“Vote them out! Vote them out! Vote them out!”

That was the chant from an angry, standing-room-only crowd as Yeadon Borough council members at a special meeting Thursday night as it voted to oust Police Chief Anthony “Chachi” Paparo after four years in the position.

“This night will go down as a day of infamy,” Yeadon Borough Mayor Rohan Hepkins said.

It was an end Paparo and his supporters saw coming. A newly-elected Black majority led by Council President Sharon Council-Harris made it clear they were poised to remove the popular law-enforcement officer, who is white, at a meeting a week ago.

The vote was delayed to give Paparo a chance to defend himself against allegations that his financial bungling of the department cost the borough $387,000.

Council members sat through a two-hour due-process hearing for the former 32-year veteran Upper Darby police officer before voting to terminate him and replace him.

The chief’s camp promised to sue the borough over the decision, and his backers believe the decision to remove him was racially motivated.

Paparo’s attorney, Harold Goodman, cited internal conversations among councilmembers regarding replacing Paparo with a Black colleague who fits the demographics of the majority Black municipality of 11,500 in Delaware County.

A legislator phoned one of Paparo’s detectives and offered him the job, telling him to draw up contract details of what he expected, Goodman said. The mayor picked Lt. Shawn Burns as interim police chief.

Giving a detailed timeline of events that included a meeting to offer the chief a three-month buyout, Goodman asked the four council members who ultimately voted to remove Paparo to recuse themselves. He said their impartiality was in question as they basically accused the chief of “wage theft” and were acting as both “judge and executioner.”

He called the due-process hearing a sham, claiming borough solicitor Mark Much was in touch with police union officials the day before the hearing about finding a replacement. Much claimed it “never happened.”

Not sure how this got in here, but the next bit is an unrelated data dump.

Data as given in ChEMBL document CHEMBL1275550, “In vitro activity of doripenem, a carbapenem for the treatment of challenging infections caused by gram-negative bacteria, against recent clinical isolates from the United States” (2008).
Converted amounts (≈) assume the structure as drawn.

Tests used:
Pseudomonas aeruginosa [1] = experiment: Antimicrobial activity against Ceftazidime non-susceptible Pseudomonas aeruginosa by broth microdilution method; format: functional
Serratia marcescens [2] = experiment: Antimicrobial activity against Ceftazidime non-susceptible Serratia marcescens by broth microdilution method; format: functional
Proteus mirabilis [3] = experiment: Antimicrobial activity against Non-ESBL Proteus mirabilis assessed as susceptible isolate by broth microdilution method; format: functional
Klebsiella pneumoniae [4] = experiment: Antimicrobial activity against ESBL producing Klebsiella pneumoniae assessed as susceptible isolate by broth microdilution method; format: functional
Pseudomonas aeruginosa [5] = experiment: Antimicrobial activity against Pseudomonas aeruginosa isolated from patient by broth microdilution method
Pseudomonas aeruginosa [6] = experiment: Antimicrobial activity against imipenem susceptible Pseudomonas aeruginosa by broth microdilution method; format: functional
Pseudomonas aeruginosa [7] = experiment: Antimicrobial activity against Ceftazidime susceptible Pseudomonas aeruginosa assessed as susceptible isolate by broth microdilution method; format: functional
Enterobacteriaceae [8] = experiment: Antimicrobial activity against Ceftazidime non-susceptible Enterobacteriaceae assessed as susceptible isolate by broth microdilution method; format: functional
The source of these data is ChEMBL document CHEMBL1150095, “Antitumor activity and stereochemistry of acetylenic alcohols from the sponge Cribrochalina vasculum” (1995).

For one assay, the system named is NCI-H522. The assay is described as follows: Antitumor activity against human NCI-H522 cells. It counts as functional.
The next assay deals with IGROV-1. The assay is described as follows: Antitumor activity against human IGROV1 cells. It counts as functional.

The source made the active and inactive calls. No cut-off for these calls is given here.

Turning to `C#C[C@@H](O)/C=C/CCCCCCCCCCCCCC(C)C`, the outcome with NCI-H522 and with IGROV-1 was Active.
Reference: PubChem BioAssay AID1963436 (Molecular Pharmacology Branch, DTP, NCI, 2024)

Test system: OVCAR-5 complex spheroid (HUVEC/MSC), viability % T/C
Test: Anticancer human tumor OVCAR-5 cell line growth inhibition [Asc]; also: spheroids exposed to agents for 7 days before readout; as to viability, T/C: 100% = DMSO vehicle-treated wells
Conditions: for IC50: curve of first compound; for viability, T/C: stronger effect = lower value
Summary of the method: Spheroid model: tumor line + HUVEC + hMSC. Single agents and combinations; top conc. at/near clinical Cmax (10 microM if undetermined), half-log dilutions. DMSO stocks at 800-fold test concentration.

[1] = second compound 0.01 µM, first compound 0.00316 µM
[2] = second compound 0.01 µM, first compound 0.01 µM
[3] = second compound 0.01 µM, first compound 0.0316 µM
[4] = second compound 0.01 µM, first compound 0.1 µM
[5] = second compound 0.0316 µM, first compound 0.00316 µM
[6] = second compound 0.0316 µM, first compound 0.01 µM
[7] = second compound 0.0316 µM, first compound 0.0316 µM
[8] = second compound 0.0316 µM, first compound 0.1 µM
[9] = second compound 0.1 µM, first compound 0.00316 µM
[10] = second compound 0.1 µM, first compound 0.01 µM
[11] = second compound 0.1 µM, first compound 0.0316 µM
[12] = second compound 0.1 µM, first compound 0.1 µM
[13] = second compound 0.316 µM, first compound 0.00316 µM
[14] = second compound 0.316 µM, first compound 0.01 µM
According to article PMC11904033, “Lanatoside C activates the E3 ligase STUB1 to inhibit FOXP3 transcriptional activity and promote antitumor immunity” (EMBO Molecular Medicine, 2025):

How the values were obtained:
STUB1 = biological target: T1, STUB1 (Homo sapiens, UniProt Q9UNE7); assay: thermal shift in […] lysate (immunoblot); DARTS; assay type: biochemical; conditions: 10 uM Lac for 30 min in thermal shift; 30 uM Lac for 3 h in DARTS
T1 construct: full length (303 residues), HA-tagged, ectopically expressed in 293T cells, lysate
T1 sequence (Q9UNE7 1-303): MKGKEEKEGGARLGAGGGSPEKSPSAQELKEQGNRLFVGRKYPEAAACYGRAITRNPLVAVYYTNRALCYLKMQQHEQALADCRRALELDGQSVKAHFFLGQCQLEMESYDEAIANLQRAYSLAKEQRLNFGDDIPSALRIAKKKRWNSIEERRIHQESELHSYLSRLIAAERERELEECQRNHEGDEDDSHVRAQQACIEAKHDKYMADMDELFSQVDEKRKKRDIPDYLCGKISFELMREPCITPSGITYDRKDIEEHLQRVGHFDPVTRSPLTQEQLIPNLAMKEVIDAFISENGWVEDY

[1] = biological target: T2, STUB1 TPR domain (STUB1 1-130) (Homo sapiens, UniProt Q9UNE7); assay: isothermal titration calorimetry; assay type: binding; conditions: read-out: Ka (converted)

Dressed in dark slacks, a collared shirt and tie with his badge and gun clipped to his hip, Paparo pleaded his case as his wife stood by his side. For about 30 minutes, he recounted how the department changed for the better under his leadership.

Council President Sharon Council-Harris cited a $387,000 fine that arose out of a grievance with the Fraternal Order of Police as the reason for the chief’s dismissal.

Goodman said the consent order the borough entered into over the fine had a no-fault clause and it was unfair to saddle Paparo with blame. He called the fine a “pretext” and a “coverup” for the council’s real motivation to get rid of Paparo.

Paparo explained that staff shortages in 2019 and 2020, during the height of the pandemic and civil unrest, caused him to apparently go over the number of hours designated for part-time officers. Some of those part-time officers became full-time hires, Paparo said, adding the contract language was unclear and he would have been vindicated if the grievance went to arbitration.

“It doesn’t work today in this environment,” he said, holding up the collective bargaining agreement.

Paparo said any staffing decisions he made were first run by Mayor Rohan Hepkins.

“He said, ‘Do what you gotta do,'” Paparo said.

Paparo admitted being stung when he walked into the last meeting and saw the oversized check with the amount of the fine prominently displayed at the front of the room.

“That destroyed me,” Paparo said. “There was no reason to humiliate me that night by putting that check up. That was beyond wrong. It was despicable.”

Paparo concluded with a simple “Do what you will,” before walking away from the podium and embracing his attorney.

Councilwoman Liana Roadcloud, who is Black, said it was disingenuous for colleagues to claim the chief’s removal was financially motivated. She accused colleagues of frivolously spending taxpayer money on reimbursements for hotel stays and lunches.

“It is about race. It’s not about money,” she said. “It’s a damn shame.”

Supporters felt so strongly about the chief’s leadership that more than 1,000 people signed a petition to keep him on the job, saying he made the community stronger and safer. They packed two meetings, recounting stories about the chief’s commitment to the borough.

One woman told legislators her 11-year-old son wanted to “grow up to be like the chief.”

“This man is not sitting behind a desk. This man is out on the streets keeping us safe,” she said.

Hepkins said it was unfair to hold the chief solely accountable since he is the chief executive of the borough.

“I’m embarrassed for Yeadon,” he said.

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